"Django Unchained" director Quentin Tarantino has made deliciously "talky" storytelling, devilishly fun ultra-violence and an unapologetic worship of all varieties of theatrical influences his stock-in-trade since "Reservoir Dogs" cut off the collective ear of cinephiles everywhere.
"True Romance" (which he wrote but didn't direct) and, of course, "Pulp Fiction" have remained Tarantino gold-standard bearers ever since their releases in the early 1990s. "Jackie Brown" was embraced by critics but somewhat more cautiously. Both parts of "Kill Bill" were adored, but his half of "Grindhouse" was seen as a bit of a stumble again, although it still rests at a "fresh" 65 percent on Rotten Tomatoes' Tomatometer. (Yes, a Tarantino "miss" would be considered a critical hit for most).
We're happy to report that "Django Unchained" has thus far wowed film fanatics even more so than "Inglorious Basterds," which earned Christoph Waltz an Oscar for his star-making supporting role. Waltz is back in "Django," but where "Basterds" was a hilariously awesome ret-con of World War II history, "Django" stars Jamie Foxx as a slave fighting for his freedom.
The critical consensus is that "Django Unchained" is QT firing on all cylinders, reminding us why he's so often imitated but never fully replicated. Forbes magazine called it a "masterpiece" and declared it the director's best in "almost two decades."
Here's what the critics are saying about "Django Unchained."
The Genre Worship
"Quentin Tarantino continues his tour of 'disreputable' movie genres with 'Django Unchained,' a boisterous and violent appropriation of tropes from the 1960s spaghetti Western (low-budget European cowboy movies, produced mostly in Italy and Spain) and the 1970s blaxploitation Western (often-angry revenge pictures that examined the Civil War era in general, and slavery in particular, from a post-civil rights perspective). While the movie doesn't take the outrageous narrative leaps of 'Inglorious Basterds,' 'Django' is nonetheless an intelligent thrill ride, zipping along merrily (and bloodily) until it hits the inevitable Tarantino Act 3 Lag. But even the slow bits can't detract all that much from the wealth of trashy pleasures offered throughout." — Alonso Duralde, The Wrap
"When an actor becomes so closely associated with a character as Waltz did with his polyglot Nazi colonel in 'Inglourious Basterds,' it can be a risk for that actor and director to re-team so quickly. But Waltz quickly allays any fears, embodying the role with such exuberant, theatrical flair — amused by the sound of his own voice, smoothing his mustache with a fastidious flick of his fingers — that you can't imagine any other actor doing it. There's joy in Foxx's playing, too, and in his chemistry with Waltz, as he sheds the scarred skin of Django the slave to take on a series of new, more empowering alter egos." — Scott Foundas, The Village Voice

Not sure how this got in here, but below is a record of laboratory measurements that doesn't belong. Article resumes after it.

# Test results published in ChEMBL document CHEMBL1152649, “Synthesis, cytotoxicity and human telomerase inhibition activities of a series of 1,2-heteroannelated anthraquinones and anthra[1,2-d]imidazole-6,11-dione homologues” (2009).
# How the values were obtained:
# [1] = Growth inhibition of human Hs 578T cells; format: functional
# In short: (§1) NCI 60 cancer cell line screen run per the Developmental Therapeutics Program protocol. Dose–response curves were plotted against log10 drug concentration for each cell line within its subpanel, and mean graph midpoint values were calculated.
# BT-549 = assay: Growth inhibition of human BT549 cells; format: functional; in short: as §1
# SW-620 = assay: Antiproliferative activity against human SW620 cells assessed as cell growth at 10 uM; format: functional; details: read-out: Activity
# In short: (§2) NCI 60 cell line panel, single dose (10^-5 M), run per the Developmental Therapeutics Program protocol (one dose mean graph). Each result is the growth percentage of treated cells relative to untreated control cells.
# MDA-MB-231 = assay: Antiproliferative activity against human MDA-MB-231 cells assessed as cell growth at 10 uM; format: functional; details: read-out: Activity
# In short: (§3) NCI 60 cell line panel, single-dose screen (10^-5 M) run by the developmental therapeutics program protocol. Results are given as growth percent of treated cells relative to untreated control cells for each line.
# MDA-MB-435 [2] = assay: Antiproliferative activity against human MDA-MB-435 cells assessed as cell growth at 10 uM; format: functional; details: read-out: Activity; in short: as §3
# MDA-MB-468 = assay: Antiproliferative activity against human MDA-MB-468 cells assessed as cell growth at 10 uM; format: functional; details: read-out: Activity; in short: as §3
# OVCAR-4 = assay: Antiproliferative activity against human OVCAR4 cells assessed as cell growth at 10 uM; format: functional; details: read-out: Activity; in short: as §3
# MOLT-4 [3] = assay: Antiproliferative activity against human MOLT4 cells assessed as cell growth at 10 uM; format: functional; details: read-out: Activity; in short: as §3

The Racial Overtones
"Tarantino's affinity for black culture and interest in the ways blacks and whites relate always have been evident, but they've never before been front and center to the extent that they are in 'Django Unchained.' Some might object to the writer-director's tone, historical liberties, comic japes or other issues, but there can be no question who gets the shaft here: This is a story of justifiable vengeance, pure and simple, and no paleface is spared, even the good German who facilitates a slave's transformation into a take-no-prisoners hunter of whites who trade in black flesh." — Todd McCarthy, The Hollywood Reporter
The Final Word
"Get ready to shake, rattle and roll. Quentin Tarantino is back, bringing us a massive overdose of brutal sex, bloodshed, carnage, torture and man's inhumanity to man — and just in time for Christmas. In light of recent real-life tragedies, the timing of a depraved epic called 'Django Unchained' might prove disastrous. A lot of potential moviegoers seeking holiday escapism gift-wrapped as entertainment are already planning to run in the opposite direction. They've had their fill of evil and violence, and enough is enough. This would be a shame, because 'Django Unchained,' clocking in at just under three hours, is exactly what you might expect from the fearless, controversial director of 'Pulp Fiction' — it's overlong, raunchy, shocking, grim, exaggerated, self-indulgently over-the-top and so politically incorrect it demands a new definition of the term. It is also bold, original, mesmerizing, stylish and one hell of a piece of entertainment. My advice is see it and worry about what you've just seen later. One thing is certain: You won't see anything else quite like it any time soon." — Rex Reed, The New York Observer
Check out everything we've got on "Django Unchained."